Yesterday, former Gov. George Pataki (R-NY) announced that he will head a new organization to lead the charge for repealing health care reform. Pataki’s group, Revere America, will launch a nationwide petition drive to “repeal and replace” the health care reform legislation in Boston on April 18 – the 235th Anniversary of Paul Revere’s ride — after which Pataki will “embark on a cross-country tour that will ultimately take the Revere America petition drive to all 50 states.” “Revere America is being launched to counter the forces of liberalism by advancing common sense public policies rooted in our traditions of freedom and free markets, and that will once again make America secure and prosperous for generations to come,” Pataki said.
Pataki appeared on Morning Joe today to explain what those “common sense public policies rooted in our traditions of freedom and free markets” actually are. Here is Donny Deutsch challenging Pataki to name five Republican health care ideas that could replace the existing law:
PATAKI: First of all, we can lower the cost of health care by having true medical malpractice reform….Second of all, we can allow people to purchase across state lines.….Third, put in place health care accounts where you have health savings accounts so you can follow the model that many companies have used where they have comprehensive health care coverage that has a high deductible…. Four, put in place some off the very good things that are in the bill like pre-existing conditions and lifetime caps. And five, undo the taxes that have — are going to be suffering under this new health care bill.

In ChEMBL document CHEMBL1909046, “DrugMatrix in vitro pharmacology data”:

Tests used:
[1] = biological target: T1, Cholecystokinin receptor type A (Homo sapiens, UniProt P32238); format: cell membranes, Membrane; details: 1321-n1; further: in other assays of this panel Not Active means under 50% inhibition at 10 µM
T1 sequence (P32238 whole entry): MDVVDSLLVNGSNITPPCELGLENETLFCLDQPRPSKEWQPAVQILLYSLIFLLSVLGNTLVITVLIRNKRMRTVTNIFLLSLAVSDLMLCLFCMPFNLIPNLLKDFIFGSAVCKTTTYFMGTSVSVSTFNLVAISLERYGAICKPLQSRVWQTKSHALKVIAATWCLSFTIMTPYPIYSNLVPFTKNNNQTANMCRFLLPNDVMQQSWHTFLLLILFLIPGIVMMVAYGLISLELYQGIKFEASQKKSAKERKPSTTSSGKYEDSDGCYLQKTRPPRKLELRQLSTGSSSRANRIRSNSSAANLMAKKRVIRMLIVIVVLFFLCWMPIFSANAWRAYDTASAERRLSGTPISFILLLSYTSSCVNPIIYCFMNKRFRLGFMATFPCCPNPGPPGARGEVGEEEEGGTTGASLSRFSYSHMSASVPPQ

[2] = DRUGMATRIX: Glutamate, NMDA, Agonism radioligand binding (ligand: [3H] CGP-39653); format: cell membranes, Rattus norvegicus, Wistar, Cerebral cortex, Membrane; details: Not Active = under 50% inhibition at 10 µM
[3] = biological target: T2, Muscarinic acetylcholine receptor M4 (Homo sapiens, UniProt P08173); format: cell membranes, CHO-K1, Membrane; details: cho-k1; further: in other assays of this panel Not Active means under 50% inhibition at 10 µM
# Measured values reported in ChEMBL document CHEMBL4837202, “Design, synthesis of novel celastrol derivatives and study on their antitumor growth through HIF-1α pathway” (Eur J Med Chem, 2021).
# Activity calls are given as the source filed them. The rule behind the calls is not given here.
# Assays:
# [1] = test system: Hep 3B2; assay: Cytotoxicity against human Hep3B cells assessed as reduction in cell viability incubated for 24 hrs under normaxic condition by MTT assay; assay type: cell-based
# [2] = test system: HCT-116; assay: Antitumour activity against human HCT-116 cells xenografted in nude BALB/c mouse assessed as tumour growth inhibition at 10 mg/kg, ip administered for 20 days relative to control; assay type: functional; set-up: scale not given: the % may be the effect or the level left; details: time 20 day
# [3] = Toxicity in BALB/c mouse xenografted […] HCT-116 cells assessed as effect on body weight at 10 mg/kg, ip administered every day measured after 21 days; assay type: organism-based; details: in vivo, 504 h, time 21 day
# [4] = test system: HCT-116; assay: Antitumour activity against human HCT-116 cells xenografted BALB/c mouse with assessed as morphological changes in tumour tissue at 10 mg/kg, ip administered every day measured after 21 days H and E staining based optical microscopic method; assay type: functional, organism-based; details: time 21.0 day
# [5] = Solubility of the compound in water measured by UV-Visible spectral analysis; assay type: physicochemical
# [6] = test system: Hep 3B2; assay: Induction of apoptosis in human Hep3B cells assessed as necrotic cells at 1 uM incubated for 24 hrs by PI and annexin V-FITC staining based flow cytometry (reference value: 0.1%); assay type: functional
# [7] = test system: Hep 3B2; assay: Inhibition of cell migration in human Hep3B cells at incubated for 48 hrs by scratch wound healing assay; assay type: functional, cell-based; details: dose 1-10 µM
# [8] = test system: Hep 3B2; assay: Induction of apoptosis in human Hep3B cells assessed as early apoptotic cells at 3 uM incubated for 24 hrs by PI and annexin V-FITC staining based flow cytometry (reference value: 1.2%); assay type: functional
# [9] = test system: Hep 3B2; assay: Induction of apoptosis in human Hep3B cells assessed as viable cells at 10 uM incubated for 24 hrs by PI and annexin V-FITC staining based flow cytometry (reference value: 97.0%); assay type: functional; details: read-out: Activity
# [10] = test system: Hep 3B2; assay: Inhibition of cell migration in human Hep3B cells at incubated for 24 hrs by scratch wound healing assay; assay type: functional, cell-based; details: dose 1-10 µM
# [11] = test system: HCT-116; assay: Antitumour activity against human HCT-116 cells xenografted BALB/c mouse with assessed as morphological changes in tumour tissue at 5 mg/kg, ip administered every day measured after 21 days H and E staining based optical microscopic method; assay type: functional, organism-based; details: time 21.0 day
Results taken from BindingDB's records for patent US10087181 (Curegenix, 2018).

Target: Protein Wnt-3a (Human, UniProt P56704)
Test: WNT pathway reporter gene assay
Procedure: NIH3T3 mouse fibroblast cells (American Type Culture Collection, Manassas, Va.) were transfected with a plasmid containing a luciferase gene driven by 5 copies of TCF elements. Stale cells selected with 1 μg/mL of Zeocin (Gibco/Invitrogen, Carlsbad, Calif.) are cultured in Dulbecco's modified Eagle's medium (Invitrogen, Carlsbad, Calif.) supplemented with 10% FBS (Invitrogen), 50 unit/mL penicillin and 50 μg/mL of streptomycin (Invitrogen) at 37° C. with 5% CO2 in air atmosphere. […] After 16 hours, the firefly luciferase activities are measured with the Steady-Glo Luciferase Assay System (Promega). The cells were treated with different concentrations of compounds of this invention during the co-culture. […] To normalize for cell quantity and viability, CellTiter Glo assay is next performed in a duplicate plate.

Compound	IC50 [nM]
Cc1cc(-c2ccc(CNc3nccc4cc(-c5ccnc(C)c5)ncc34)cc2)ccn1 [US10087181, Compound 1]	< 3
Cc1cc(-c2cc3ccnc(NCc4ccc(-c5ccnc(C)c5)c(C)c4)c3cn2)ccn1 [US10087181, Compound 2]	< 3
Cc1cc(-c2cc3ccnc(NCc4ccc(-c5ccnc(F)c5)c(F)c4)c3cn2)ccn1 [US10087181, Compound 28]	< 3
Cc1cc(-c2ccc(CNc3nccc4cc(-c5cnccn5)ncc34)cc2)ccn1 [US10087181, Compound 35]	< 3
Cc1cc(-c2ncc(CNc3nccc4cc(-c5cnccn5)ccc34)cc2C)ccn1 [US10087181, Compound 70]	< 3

If I’m hearing him correctly, Pataki actually only has 3 ideas to reform the health care system and all three are already part of the bill in one form or another. While the malpractice reform provisions could be stronger, the bill does fund state-based demonstration projects to determine the best way to lower malpractice costs. Americans can buy health care across state lines if their state forms a compact with other states and expects actually expect more people to opt for HSAs under the new health care law (taxes for health savings account withdrawals before age 65 for nonqualified medical expenses will increase from 10 percent to 20 percent, beginning in 2011.)
To be clear, these provisions are not exact replicas of Republican proposals. They’re compromises designed to attract Republican support and appease conservative Blue Dogs. (Which, incidentally, is the very kind of bipartisan approach to politics that Republicans have been demanding since they found themselves in the minority.)
Pataki isn’t arguing that we should repeal this bill and replace it with some new innovative proposal to increase access to coverage and lower health care costs. He wants to repeal a fairly conservative reform bill and replace it with its slightly more conservative uncle. That, to me, sounds like a waste of time that only a man who’s hoping to run for future office would be willing to engage in. But more broadly, if all of the repealers’ ideas are already in law, what does it say about their efforts and…well reform itself?